Wednesday, 22 February 2012

Review: Swords and Deviltry

Swords and Deviltry by Frtiz Leiber (1970)

In the smog-laden warrens of fabled Lankhmar, a strangely civilised barbarian holding a broadsword meets a little man with a little man dressed in grey flashing a rapier.  What makes the meeting notable is that it occurs while fighting off the bodyguards of the two men they've both been robbing by coincidence.

And so begins the saga of Fafhrd and the Gray Mouser; one of the most famous duos in the Sword and Sorcery genre.  But this being on the world of Nehwon, the beginning comes at the end.

Swords and Deviltry is the first volume of the collected short stories and novels by Fritz Leiber concerning the career of these two rogues, thieves and mismatched (or is it perfectly matched?) heroes.  Composed of three novellas and an introductory vignette, it tells of Fafhrd and the Gray Mousers origins and how they came to be comrades.  It's also the weakest of the books because they don't actually meet up until the final novella, "Ill Met in Lankhmar".  This story is the strongest of the three and though it's uncomfortably self-concious in places, it's mixture of adventure, wry humour, and moments of pure horror made it well-deserving of the Nebula and Hugo awards that it scooped up.  Unfortunately, in order to get to it, we must wade through a story of Fafhrd's boyhood in the Cold Wastes (a land so grim, strait-laced and henpecked that it could be mistaken for Minnesota) and a second tale of when the Gray Mouser was a magician's apprentice called Mouse.  Both of these are acceptable stories and the plots do tie in nicely with the dénouement of "Ill Met in Lankhmar", but Fafhrd and the Gray Mouser only really work as characters when they are together.  As solo characters, they just aren't up to the job.  It's a bit like those Mel Smith/Gryf Rhys Jones films of the '80s where the comedians spend nine-tenths of the screen time apart to the disappointment of the audience.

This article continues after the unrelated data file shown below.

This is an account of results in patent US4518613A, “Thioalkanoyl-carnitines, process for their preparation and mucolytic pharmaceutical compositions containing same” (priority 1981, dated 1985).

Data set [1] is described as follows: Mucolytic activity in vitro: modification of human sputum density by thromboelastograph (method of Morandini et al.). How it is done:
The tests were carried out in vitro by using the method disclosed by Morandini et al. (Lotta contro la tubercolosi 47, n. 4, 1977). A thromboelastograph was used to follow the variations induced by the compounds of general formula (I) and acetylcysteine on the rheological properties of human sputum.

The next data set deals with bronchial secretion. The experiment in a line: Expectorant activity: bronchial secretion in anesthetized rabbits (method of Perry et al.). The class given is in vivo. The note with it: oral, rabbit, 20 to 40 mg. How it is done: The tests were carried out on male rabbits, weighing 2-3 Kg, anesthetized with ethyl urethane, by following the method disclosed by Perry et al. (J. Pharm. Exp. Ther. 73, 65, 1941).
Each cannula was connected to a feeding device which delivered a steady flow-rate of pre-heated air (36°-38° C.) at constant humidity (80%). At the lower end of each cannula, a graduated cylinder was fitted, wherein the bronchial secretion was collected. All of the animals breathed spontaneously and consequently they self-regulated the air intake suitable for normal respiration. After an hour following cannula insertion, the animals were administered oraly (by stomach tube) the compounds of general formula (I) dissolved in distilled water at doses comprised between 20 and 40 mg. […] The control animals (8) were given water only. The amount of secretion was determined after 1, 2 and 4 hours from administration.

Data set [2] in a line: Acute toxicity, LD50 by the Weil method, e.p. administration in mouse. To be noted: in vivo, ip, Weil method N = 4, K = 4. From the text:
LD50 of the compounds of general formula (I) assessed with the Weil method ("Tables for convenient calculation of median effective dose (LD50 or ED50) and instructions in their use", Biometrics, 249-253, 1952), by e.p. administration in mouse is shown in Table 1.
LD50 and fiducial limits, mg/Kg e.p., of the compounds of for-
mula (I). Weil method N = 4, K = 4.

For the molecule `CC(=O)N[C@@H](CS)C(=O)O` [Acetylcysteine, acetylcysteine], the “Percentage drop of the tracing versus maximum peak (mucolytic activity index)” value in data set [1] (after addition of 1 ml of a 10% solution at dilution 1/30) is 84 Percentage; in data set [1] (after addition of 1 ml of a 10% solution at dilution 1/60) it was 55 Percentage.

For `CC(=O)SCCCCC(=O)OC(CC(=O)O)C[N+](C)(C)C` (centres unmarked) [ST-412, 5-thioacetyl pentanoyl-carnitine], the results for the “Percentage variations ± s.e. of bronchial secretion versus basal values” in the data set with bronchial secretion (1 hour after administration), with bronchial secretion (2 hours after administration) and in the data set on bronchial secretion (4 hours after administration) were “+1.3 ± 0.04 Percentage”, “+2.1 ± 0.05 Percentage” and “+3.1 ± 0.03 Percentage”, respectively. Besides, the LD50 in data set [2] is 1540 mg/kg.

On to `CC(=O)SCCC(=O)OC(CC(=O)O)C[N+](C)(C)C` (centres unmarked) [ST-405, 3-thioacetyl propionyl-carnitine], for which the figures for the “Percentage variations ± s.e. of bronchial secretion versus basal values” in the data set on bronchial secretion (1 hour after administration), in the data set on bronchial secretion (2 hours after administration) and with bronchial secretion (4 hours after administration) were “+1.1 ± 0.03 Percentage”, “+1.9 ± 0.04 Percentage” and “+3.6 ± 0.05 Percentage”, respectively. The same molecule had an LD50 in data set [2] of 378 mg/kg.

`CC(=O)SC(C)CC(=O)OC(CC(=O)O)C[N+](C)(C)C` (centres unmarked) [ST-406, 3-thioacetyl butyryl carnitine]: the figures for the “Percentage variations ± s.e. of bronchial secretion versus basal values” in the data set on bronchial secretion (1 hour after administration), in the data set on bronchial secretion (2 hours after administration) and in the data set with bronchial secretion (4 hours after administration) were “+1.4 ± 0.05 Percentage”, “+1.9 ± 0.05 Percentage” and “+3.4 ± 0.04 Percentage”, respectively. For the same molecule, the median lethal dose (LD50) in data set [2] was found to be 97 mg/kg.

Still, I wouldn't pass up this volume, if only on the grounds of completeness.  The last story of how our heroes, at the urging of their girlfriends and the connivance of several jugs of wine, take on the dreaded thieves guild (and their even more dreaded wizard) and come out both winning and losing.

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